BMCR 2004.02.04

World of Myths. The Legendary Past

, , World of myths. The legendary past. London and Austin, TX: University of Texas Press, 2003-2004. volumes 1-2 : illustrations, maps ; 25 cm.. ISBN 0292702043. $35.00.

Myth. Mythology. Mythography. Mythical. Mytheme. All these terms have taken on a new resonance of late: audiences worldwide are discovering again the value, significance and fascination of ancient stories as revealed popularly in the Star Wars, Harry Potter and Lord of the Rings books and films, among many others. A rebirth of interest may be measured by the sheer number of new works on the subject published in 2003: a quick search at brought up well over 2,000 hits, Google yielded over 2 million for “mythology 2003” (accessed 29 December 2003). One wonders if we are living in a mythical era of epic struggles, or if escapism into heroic adventure reigns at an all time high. The jaded cynic might answer that the most atavistic human tendencies are shining forth as a result of 9/11.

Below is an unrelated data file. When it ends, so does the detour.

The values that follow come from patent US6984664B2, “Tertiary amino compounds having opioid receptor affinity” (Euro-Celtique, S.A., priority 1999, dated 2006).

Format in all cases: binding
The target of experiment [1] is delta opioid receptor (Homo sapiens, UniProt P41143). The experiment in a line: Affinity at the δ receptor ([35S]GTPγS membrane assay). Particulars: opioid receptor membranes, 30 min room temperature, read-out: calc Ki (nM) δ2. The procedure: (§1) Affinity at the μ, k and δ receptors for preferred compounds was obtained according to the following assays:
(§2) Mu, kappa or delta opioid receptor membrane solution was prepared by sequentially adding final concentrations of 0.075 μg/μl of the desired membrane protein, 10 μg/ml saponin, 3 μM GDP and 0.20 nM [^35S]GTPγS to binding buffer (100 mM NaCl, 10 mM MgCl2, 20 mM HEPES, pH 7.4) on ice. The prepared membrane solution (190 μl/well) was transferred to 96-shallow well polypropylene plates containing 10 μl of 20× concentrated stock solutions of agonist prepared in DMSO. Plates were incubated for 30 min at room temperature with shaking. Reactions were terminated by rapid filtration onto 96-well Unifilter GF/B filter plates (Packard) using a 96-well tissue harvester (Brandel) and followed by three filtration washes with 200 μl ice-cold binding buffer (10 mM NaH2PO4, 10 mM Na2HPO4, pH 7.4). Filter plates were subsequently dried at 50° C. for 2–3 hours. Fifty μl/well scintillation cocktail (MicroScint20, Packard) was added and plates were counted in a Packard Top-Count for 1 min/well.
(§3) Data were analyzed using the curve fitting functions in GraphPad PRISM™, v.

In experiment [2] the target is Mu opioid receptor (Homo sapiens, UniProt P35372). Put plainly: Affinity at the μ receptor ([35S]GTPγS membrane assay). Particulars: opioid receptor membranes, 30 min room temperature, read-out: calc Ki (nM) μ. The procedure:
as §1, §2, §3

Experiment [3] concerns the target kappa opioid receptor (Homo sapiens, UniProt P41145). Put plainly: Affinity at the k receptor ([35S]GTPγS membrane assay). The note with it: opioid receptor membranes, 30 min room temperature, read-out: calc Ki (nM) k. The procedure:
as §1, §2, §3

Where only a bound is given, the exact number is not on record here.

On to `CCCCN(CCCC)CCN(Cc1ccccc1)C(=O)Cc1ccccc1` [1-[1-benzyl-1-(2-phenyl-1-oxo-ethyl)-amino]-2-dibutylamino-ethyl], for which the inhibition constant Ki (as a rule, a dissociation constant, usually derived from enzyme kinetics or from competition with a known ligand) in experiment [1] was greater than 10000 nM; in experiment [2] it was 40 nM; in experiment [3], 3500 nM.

This volume, co-published by the British Museum and the University of Texas Press, represents a compilation of five shorter pamphlets, each about 80 pages in length, from a successful series named The Legendary Past. The five titles to hand — Greek, Roman, Norse, Egyptian and Celtic Myths (in that most curious order) — have cousins in Aztec and Mayan, Chinese, Inca, Mesopotamian, Persian and Russian Myths. The originals are sold in chain bookstores and museum gift shops, by which observation I mean high-level critical scholarship is nearly absent.

Introduced by M. Warner, this tome is essentially five books in one: Greek Myths by L. Burn, Roman Myths by J. F. Gardner, Norse Myths by R. I. Page, Egyptian Myths by G. Hart, and Celtic Myths by M. Green. The volume concludes with a detailed 14-page glossary compiled by R. Kerven, as well as a 7-page index. Though not listed as such anywhere, some 180 maps, schematic archeological sketches and black-and-white illustrations enhance the similarly-formatted textual accumulation of cultural information, history, theology, and the abiding legacy of the major myths from each tradition. Each chapter retells major myths and is followed by a page of suggestions for further reading.